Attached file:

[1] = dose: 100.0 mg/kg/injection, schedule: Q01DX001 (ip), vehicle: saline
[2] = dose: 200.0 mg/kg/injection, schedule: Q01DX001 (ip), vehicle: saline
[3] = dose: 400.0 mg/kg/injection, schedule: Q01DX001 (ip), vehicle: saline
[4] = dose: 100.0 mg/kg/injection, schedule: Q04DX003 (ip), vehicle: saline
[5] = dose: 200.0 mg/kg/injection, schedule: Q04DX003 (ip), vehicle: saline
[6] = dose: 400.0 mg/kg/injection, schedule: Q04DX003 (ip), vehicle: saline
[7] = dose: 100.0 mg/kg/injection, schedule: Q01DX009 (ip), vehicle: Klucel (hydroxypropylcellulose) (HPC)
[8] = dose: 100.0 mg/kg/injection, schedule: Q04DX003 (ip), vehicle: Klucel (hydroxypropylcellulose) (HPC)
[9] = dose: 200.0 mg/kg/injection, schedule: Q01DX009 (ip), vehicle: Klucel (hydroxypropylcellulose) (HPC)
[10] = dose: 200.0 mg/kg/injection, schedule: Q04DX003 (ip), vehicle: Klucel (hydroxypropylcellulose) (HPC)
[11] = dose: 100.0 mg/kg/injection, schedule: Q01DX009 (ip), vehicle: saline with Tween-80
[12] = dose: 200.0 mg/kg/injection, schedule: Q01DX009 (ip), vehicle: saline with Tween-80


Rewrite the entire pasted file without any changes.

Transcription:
[1] = dose: 100.0 mg/kg/injection, schedule: Q01DX001 (ip), vehicle: saline
[2] = dose: 200.0 mg/kg/injection, schedule: Q01DX001 (ip), vehicle: saline
[3] = dose: 400.0 mg/kg/injection, schedule: Q01DX001 (ip), vehicle: saline
[4] = dose: 100.0 mg/kg/injection, schedule: Q04DX003 (ip), vehicle: saline
[5] = dose: 200.0 mg/kg/injection, schedule: Q04DX003 (ip), vehicle: saline
[6] = dose: 400.0 mg/kg/injection, schedule: Q04DX003 (ip), vehicle: saline
[7] = dose: 100.0 mg/kg/injection, schedule: Q01DX009 (ip), vehicle: Klucel (hydroxypropylcellulose) (HPC)
[8] = dose: 100.0 mg/kg/injection, schedule: Q04DX003 (ip), vehicle: Klucel (hydroxypropylcellulose) (HPC)
[9] = dose: 200.0 mg/kg/injection, schedule: Q01DX009 (ip), vehicle: Klucel (hydroxypropylcellulose) (HPC)
[10] = dose: 200.0 mg/kg/injection, schedule: Q04DX003 (ip), vehicle: Klucel (hydroxypropylcellulose) (HPC)
[11] = dose: 100.0 mg/kg/injection, schedule: Q01DX009 (ip), vehicle: saline with Tween-80
[12] = dose: 200.0 mg/kg/injection, schedule: Q01DX009 (ip), vehicle: saline with Tween-80